Smiling UCLA medical students hold tightly to their letters of acceptance informing them of the institutions where they will be pediatrics residents. Hundreds of people attended Match Day celebrations at Covel Commons.
Pandemonium broke out today on the terrace at Covel Commons when 165 medical students from the David Geffen School of Medicine at UCLA ripped open envelopes to find out where they have been accepted for residency — the next phase of their training as physicians.
It was Match Day at UCLA, an annual tradition that’s celebrated across the country at the same moment on the same day by medical students, their families and friends. This year, some 40,000 individuals nationwide applied for 30,000 residency slots. Nationwide, 85 percent were matched with one of their top three choices. At UCLA, that percentage is expected to go even higher.
Dr. Kelsey Martin, interim dean of the David Geffen School of Medicine, welcomed the full-capacity crowd of parents, spouses, siblings and children who packed into the top floor of the conference center. “I know your families are all kvelling (bursting with pride) right now,” she said, adding, “We hope you leave medical school with even more idealism than when you entered it.”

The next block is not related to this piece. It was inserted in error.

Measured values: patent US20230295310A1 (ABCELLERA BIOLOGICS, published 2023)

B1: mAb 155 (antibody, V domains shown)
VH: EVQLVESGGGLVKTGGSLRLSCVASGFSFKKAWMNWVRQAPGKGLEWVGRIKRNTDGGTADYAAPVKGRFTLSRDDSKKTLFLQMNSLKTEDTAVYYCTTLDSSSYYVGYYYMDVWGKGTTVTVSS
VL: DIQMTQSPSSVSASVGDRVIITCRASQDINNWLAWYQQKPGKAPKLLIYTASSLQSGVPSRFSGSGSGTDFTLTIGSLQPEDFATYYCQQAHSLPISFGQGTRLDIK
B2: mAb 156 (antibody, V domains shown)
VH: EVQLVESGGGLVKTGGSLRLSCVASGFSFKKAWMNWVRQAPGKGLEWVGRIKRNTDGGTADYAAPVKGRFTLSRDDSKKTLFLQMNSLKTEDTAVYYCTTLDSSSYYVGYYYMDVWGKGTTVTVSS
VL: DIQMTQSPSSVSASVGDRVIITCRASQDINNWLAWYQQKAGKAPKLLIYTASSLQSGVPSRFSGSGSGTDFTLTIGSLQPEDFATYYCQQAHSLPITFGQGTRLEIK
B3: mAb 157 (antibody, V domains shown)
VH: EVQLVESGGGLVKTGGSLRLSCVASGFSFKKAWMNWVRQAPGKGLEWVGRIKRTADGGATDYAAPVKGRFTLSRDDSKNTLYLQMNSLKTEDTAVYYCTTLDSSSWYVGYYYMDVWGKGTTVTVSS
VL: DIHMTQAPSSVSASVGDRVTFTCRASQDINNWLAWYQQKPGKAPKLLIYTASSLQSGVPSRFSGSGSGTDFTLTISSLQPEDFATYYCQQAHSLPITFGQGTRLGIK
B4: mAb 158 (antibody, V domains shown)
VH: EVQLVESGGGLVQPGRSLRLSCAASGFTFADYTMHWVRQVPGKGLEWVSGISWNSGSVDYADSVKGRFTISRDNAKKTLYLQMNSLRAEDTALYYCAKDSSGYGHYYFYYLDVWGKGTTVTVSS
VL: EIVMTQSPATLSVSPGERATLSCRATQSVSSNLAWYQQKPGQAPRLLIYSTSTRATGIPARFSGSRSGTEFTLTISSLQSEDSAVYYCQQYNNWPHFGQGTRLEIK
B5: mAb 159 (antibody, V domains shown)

Among the medical students who were on the receiving end of hugs, tears and kisses was Francesca Hernandez, 30, the daughter of Chinese and Vietnamese refugees who fled to the U.S. as boat people during the Vietnam War. From the age of 7, she was expected to stay home after school and on weekends to rear her three younger siblings so that her parents could go to work as a grocery clerk and manicurist. The first in her family to graduate from high school and to attend college and medical school, she matched at Harbor-UCLA Medical Center for pediatrics.
Danielle Wickman of San Diego had to work two jobs in high school to help relieve financial stress on her single mom. Despite a high school counselor bluntly telling her she “wasn’t meant for college,” she thrived at UC Riverside, graduated and entered UCLA’s medical school. Since then, she’s traveled to Malawi to research obstacles to HIV treatment for pregnant women and conducted HIV research in South Africa. She’s going to USC for a residency in emergency medicine.
Almost half of the 2016 class will be training in primary care, and 74 percent will become medical residents in California. There are 36 budding surgeons — about 22 percent of the class.
On June 3, they will be receiving their M.D. degrees at the school’s Hippocratic Oath Ceremony.
UCLA medical student Stephanie Young finds out where she will be serving her residency.